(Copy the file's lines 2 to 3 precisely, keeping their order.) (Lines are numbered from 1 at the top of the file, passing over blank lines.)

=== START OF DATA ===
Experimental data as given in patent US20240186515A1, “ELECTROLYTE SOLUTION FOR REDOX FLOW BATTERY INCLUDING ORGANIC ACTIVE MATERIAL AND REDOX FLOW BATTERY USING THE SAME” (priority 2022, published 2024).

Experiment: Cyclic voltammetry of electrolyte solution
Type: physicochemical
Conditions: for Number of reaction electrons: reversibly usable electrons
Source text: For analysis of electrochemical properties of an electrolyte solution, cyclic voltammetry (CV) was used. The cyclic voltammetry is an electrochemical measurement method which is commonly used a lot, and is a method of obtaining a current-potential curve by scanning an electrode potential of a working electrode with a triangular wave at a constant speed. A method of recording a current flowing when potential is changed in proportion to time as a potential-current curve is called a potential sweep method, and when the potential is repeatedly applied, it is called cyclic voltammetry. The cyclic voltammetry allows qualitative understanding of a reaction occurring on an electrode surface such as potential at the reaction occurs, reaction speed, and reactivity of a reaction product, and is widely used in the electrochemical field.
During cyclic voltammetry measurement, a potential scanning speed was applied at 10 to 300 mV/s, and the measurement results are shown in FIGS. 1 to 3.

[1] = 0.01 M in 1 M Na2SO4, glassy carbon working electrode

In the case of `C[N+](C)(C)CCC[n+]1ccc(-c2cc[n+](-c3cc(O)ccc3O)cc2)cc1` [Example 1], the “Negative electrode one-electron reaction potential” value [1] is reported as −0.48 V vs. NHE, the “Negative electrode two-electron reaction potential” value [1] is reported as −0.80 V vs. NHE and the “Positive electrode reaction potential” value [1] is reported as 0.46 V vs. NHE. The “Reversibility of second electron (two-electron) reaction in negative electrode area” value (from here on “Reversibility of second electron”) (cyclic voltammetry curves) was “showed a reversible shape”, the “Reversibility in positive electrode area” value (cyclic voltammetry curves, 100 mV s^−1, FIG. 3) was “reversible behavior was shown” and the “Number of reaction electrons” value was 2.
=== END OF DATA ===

Experiment: Cyclic voltammetry of electrolyte solution
Type: physicochemical